Generic words combined with ‘.com’ can be a valid trademark says US Supreme Court in Booking.com trade mark dispute

On Tuesday, the U.S Supreme Court sided with travel reservation giant Booking.com by giving the company the green light to trade mark their name.

The application which was initially denied by the U.S Patent and Trademark Office (USPTO) for being too generic, saw the owners of Booking.com, Booking Holdings, argue that the rejection of its registration would put consumers at risk of being misled or confused by other reservation companies – after all, one of the key objectives of trade mark law is to prevent consumers from being misled.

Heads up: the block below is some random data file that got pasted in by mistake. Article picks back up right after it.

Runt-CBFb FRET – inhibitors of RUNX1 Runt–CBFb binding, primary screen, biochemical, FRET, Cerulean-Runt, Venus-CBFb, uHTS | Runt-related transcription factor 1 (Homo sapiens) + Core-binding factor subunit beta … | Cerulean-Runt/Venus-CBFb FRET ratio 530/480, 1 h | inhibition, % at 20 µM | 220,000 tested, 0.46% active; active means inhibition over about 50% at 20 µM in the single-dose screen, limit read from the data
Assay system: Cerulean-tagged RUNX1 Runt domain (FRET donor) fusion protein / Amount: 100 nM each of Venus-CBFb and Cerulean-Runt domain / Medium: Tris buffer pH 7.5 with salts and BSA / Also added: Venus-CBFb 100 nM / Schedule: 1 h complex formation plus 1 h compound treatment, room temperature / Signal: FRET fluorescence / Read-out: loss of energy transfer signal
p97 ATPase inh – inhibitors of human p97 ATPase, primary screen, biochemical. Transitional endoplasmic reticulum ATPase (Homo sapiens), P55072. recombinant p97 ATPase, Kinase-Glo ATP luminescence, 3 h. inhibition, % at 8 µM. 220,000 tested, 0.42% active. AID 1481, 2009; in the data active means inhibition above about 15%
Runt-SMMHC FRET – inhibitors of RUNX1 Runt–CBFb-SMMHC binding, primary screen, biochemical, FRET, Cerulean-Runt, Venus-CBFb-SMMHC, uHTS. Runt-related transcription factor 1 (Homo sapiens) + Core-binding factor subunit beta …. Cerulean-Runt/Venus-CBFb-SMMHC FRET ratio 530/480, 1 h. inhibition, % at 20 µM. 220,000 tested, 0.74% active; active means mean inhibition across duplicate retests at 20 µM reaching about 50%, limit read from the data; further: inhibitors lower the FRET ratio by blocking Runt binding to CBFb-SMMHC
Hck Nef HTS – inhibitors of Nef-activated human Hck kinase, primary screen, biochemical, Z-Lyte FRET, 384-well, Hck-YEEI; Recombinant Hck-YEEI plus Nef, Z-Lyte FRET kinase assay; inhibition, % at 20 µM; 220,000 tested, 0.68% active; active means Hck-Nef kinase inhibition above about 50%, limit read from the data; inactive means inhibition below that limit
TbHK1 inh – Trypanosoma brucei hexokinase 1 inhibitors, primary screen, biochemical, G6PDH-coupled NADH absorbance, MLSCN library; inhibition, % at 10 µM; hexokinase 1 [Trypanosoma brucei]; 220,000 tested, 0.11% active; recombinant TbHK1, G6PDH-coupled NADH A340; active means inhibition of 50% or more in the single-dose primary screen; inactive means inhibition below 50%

In the 8-1 decision, the US Supreme Court affirmed the U.S. Court of Appeals ruling that the well-known Booking.com was registrable as a U.S trade mark.  Justice Ruth Bader Ginsburg wrote  “We have no cause to deny Booking.com the same benefits Congress accorded other marks qualifying as nongeneric.” In return, Justice Stepehen Breyer urged the court to refuse the registration of booking.com in accordance with US trade mark laws.

The Booking.com case which has set precedence for future generic trade marks that include ‘.com’ in their applications, was the U.S Supreme Court’s first ever remote oral argument.

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